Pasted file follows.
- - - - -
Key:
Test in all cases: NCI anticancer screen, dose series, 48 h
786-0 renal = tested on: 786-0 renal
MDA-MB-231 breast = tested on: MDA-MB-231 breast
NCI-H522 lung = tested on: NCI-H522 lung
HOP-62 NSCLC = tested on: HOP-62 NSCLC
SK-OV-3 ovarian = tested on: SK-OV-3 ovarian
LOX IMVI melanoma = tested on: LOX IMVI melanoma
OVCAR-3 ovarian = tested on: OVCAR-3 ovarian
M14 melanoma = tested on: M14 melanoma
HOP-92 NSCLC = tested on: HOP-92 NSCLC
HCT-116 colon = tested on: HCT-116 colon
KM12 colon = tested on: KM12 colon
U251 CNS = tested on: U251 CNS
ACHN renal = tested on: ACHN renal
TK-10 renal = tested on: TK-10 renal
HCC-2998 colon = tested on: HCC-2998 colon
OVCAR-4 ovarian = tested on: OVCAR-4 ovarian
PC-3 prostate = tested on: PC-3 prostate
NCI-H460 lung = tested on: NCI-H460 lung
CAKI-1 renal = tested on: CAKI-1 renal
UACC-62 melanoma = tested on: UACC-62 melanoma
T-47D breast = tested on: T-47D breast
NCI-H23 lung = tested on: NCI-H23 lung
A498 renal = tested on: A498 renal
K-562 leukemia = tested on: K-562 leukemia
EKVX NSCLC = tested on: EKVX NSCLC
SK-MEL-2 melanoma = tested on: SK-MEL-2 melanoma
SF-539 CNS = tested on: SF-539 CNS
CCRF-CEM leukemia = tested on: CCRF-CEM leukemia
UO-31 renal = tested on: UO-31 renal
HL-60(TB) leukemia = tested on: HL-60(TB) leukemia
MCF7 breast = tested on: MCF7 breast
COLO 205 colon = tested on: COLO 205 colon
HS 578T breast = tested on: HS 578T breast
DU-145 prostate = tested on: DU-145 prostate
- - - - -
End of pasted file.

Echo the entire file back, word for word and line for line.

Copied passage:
Key:
Test in all cases: NCI anticancer screen, dose series, 48 h
786-0 renal = tested on: 786-0 renal
MDA-MB-231 breast = tested on: MDA-MB-231 breast
NCI-H522 lung = tested on: NCI-H522 lung
HOP-62 NSCLC = tested on: HOP-62 NSCLC
SK-OV-3 ovarian = tested on: SK-OV-3 ovarian
LOX IMVI melanoma = tested on: LOX IMVI melanoma
OVCAR-3 ovarian = tested on: OVCAR-3 ovarian
M14 melanoma = tested on: M14 melanoma
HOP-92 NSCLC = tested on: HOP-92 NSCLC
HCT-116 colon = tested on: HCT-116 colon
KM12 colon = tested on: KM12 colon
U251 CNS = tested on: U251 CNS
ACHN renal = tested on: ACHN renal
TK-10 renal = tested on: TK-10 renal
HCC-2998 colon = tested on: HCC-2998 colon
OVCAR-4 ovarian = tested on: OVCAR-4 ovarian
PC-3 prostate = tested on: PC-3 prostate
NCI-H460 lung = tested on: NCI-H460 lung
CAKI-1 renal = tested on: CAKI-1 renal
UACC-62 melanoma = tested on: UACC-62 melanoma
T-47D breast = tested on: T-47D breast
NCI-H23 lung = tested on: NCI-H23 lung
A498 renal = tested on: A498 renal
K-562 leukemia = tested on: K-562 leukemia
EKVX NSCLC = tested on: EKVX NSCLC
SK-MEL-2 melanoma = tested on: SK-MEL-2 melanoma
SF-539 CNS = tested on: SF-539 CNS
CCRF-CEM leukemia = tested on: CCRF-CEM leukemia
UO-31 renal = tested on: UO-31 renal
HL-60(TB) leukemia = tested on: HL-60(TB) leukemia
MCF7 breast = tested on: MCF7 breast
COLO 205 colon = tested on: COLO 205 colon
HS 578T breast = tested on: HS 578T breast
DU-145 prostate = tested on: DU-145 prostate